Disrupting Education By Shea Howell

Thinking for ourselves

Disrupting Education

By Shea Howell

May 15, 2012

Emergency Manager Roy S. Roberts is proving to be even more of a bully than his predecessor, Robert Bobb. Unlike EFM Bobb, Roberts likes to keep his bullying tactics out of the public eye. But his reign in office displays a pattern of intimidation and petty punishments of those who dare challenge him. Roy Roberts’s performance as EM is one of the best reasons to repeal the Emergency Manager legislation, when we ultimately get the right to vote on this.

The core of Mr. Roberts’s failure is his anti-democratic view of education. In a May 10th letter to elected School Board President LaMar Lemmons, Roberts describes his mission. In the opening paragraph Roberts claims, “For anyone who desires what I’m here to accomplish, that is, improved educational conditions to prepare Detroit’s students for 21st Century college and career-readiness, I need all those similarly focused at the table.” This seems to be one of Mr. Roberts’s favorite ways to describe himself and his role, as it is appearing in all sorts of public statements.

This emphasis on individual advancement into a broken and dysfunctional system is both shallow and limited. Further, the letter is written to chastise those members of the elected school board who supported the student walkouts. Roberts says, “I am highly concerned regarding both the educational well-being and safety of our students in light of the your involvement {original phrasing} and that of other Board Members at several student walkouts including those from Frederick Douglass Academy, Western International High School, and Southwestern High School.”

If Roberts had an inkling that the central role of education in the 21st Century is to prepare young people for the responsibilities of self-government, he would have had a very different response to the School Board and to the students. He would have recognized that the board members who supported these students were providing important adult leadership in how to peacefully and imaginatively address serious political issues.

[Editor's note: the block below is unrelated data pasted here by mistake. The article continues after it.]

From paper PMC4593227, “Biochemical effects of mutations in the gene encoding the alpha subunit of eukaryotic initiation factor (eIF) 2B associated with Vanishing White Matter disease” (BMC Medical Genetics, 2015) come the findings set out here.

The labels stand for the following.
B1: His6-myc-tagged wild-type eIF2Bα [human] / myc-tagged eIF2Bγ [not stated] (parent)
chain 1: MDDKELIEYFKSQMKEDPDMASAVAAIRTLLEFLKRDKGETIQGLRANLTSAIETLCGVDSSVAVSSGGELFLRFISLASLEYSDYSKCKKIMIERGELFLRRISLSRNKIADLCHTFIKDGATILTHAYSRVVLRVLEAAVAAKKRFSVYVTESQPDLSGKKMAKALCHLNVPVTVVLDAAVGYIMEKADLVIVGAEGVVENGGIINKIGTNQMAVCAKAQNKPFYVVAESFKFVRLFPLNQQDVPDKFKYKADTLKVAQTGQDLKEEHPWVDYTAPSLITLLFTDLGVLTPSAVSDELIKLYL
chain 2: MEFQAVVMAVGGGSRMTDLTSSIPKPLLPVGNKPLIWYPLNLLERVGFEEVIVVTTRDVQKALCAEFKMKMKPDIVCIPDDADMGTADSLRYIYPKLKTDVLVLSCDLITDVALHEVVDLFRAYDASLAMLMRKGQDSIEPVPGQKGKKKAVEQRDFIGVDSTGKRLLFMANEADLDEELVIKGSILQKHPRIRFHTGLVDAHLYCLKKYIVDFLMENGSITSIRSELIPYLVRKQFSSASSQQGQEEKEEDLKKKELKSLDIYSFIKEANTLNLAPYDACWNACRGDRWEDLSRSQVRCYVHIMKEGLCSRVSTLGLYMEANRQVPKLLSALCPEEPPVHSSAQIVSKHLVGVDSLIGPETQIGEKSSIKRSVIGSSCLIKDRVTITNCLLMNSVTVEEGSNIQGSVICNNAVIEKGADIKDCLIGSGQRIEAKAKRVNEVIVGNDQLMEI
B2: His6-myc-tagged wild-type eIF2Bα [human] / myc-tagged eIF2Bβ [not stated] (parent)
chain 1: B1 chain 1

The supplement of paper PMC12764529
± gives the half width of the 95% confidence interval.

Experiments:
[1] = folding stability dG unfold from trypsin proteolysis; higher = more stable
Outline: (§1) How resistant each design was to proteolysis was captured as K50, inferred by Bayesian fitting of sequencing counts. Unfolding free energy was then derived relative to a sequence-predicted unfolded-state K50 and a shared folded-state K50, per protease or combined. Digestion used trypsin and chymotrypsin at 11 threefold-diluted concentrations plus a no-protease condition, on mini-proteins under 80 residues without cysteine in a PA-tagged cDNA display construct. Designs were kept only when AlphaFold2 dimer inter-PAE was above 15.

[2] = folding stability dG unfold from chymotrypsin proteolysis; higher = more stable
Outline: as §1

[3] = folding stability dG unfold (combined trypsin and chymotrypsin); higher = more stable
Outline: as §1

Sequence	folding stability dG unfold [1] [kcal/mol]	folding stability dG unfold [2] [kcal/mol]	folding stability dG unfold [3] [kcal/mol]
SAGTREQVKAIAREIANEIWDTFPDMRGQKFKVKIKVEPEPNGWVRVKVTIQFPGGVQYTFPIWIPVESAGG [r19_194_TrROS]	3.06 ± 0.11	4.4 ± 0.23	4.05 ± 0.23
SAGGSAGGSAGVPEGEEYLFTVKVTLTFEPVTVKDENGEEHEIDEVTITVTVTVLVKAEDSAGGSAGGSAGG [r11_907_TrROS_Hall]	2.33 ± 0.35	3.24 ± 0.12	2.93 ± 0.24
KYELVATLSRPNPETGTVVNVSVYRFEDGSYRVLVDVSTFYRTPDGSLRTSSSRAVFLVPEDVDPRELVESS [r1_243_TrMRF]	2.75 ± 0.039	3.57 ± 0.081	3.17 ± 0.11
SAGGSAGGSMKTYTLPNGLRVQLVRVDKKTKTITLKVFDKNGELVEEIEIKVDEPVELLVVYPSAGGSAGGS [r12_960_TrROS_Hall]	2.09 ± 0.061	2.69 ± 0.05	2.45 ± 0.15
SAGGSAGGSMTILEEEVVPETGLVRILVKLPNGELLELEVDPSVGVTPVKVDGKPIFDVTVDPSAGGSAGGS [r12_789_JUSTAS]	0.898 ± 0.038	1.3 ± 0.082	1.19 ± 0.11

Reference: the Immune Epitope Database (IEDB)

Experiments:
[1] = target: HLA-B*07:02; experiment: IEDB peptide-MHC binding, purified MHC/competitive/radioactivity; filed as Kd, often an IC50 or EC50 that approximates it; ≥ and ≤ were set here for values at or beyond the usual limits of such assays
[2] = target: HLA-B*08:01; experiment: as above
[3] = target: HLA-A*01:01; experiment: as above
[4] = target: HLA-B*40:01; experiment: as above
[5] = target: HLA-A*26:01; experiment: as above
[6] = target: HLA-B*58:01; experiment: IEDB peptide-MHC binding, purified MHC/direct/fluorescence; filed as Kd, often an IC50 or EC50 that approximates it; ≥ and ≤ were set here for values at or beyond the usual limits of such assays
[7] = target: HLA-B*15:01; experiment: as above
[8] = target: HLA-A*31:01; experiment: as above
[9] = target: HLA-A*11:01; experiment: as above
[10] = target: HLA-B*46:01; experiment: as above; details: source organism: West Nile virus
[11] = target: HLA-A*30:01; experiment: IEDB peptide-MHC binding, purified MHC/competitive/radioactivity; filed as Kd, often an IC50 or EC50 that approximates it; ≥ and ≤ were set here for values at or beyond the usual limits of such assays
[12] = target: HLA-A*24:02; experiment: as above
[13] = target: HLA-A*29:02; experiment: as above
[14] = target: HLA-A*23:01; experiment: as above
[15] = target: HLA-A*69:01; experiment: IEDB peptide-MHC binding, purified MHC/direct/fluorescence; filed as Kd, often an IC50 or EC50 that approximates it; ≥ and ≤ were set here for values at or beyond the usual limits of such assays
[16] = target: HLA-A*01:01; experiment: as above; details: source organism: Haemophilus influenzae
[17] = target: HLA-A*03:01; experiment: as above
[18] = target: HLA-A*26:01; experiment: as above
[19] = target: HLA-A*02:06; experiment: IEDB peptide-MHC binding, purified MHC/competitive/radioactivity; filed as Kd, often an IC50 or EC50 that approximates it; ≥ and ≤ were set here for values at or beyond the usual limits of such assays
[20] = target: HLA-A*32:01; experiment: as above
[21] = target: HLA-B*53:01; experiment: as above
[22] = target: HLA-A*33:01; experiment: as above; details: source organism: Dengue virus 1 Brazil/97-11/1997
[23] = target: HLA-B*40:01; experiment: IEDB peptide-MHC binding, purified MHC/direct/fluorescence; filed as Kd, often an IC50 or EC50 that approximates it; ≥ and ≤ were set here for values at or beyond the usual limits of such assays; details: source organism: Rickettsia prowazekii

In his work looking at place based education as a way to strengthen the economies of communities and to see students as citizens creating a new culture right now, Professor Gregory Smith identifies four key aspects of education. He notes that in school districts from Appalachia to the fishing villages of the West Coast, innovative education for community change shares the desire to preserve the best of their community cultures, to resist efforts at dehumanization and destruction of the environment, to restore people and places that have been damaged, and to invent new ways of living, working and playing together. Smith sees the kind of education that Roberts upholds as “education to domesticate people.” It is what he calls an “education for compliance, not engagement.” Smith argues that instead of working to “fit students into a system of limited duration, young people need to be involved in creating new cultures. As we make schools more permeable to local knowledge and traditions, we can see that community problems are the basis for learning.” Smith explains that in schools that “create supportive environments that focus on what would be better for the community, kids become able to understand, to make plans and to dream.” He says, “When walls come down, we open up the possibility of rethinking a society that does not work for everyone to one that works for all. In this kind of environment, parents become involved when they see their kids thrive.”

For Roy Roberts an education based on fostering community change is unimaginable. The very idea that education should encourage citizens to Preserve, Resist, Restore and Invent, is beyond his scope. That’s why he “relocated” the Board office. He will not tolerate the possibility of “disrupting teaching and learning during the school day.”

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